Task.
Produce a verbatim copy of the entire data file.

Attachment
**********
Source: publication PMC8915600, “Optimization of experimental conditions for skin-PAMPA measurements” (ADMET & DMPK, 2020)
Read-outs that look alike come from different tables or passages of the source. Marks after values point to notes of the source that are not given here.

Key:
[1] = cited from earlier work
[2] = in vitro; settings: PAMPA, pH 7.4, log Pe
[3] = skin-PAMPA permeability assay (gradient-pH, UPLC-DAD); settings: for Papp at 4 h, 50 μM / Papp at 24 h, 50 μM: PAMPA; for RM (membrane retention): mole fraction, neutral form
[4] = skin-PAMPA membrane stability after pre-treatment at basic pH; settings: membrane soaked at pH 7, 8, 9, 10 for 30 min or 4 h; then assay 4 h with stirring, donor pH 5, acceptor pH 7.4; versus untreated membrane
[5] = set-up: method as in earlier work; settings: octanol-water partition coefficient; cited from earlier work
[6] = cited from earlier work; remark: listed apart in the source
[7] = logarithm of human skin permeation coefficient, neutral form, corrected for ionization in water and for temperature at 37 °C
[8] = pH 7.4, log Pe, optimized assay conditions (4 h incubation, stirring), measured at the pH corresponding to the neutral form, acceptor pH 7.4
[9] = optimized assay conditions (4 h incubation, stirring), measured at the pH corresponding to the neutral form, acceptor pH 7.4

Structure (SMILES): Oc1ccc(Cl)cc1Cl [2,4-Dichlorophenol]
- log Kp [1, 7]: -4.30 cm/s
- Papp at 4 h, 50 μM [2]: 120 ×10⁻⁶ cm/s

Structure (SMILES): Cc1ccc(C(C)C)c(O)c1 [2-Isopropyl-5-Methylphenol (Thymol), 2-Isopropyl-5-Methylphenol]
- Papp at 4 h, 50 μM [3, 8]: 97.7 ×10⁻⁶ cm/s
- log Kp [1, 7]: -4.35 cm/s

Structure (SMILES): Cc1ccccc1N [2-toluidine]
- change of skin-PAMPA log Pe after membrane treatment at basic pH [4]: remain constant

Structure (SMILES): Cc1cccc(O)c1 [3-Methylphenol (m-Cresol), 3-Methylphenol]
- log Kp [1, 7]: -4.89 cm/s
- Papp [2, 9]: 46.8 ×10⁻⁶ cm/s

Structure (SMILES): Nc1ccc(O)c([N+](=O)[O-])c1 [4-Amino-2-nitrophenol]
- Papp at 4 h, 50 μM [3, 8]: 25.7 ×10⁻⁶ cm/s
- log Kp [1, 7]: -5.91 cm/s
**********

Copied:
Source: publication PMC8915600, “Optimization of experimental conditions for skin-PAMPA measurements” (ADMET & DMPK, 2020)
Read-outs that look alike come from different tables or passages of the source. Marks after values point to notes of the source that are not given here.

Key:
[1] = cited from earlier work
[2] = in vitro; settings: PAMPA, pH 7.4, log Pe
[3] = skin-PAMPA permeability assay (gradient-pH, UPLC-DAD); settings: for Papp at 4 h, 50 μM / Papp at 24 h, 50 μM: PAMPA; for RM (membrane retention): mole fraction, neutral form
[4] = skin-PAMPA membrane stability after pre-treatment at basic pH; settings: membrane soaked at pH 7, 8, 9, 10 for 30 min or 4 h; then assay 4 h with stirring, donor pH 5, acceptor pH 7.4; versus untreated membrane
[5] = set-up: method as in earlier work; settings: octanol-water partition coefficient; cited from earlier work
[6] = cited from earlier work; remark: listed apart in the source
[7] = logarithm of human skin permeation coefficient, neutral form, corrected for ionization in water and for temperature at 37 °C
[8] = pH 7.4, log Pe, optimized assay conditions (4 h incubation, stirring), measured at the pH corresponding to the neutral form, acceptor pH 7.4
[9] = optimized assay conditions (4 h incubation, stirring), measured at the pH corresponding to the neutral form, acceptor pH 7.4

Structure (SMILES): Oc1ccc(Cl)cc1Cl [2,4-Dichlorophenol]
- log Kp [1, 7]: -4.30 cm/s
- Papp at 4 h, 50 μM [2]: 120 ×10⁻⁶ cm/s

Structure (SMILES): Cc1ccc(C(C)C)c(O)c1 [2-Isopropyl-5-Methylphenol (Thymol), 2-Isopropyl-5-Methylphenol]
- Papp at 4 h, 50 μM [3, 8]: 97.7 ×10⁻⁶ cm/s
- log Kp [1, 7]: -4.35 cm/s

Structure (SMILES): Cc1ccccc1N [2-toluidine]
- change of skin-PAMPA log Pe after membrane treatment at basic pH [4]: remain constant

Structure (SMILES): Cc1cccc(O)c1 [3-Methylphenol (m-Cresol), 3-Methylphenol]
- log Kp [1, 7]: -4.89 cm/s
- Papp [2, 9]: 46.8 ×10⁻⁶ cm/s

Structure (SMILES): Nc1ccc(O)c([N+](=O)[O-])c1 [4-Amino-2-nitrophenol]
- Papp at 4 h, 50 μM [3, 8]: 25.7 ×10⁻⁶ cm/s
- log Kp [1, 7]: -5.91 cm/s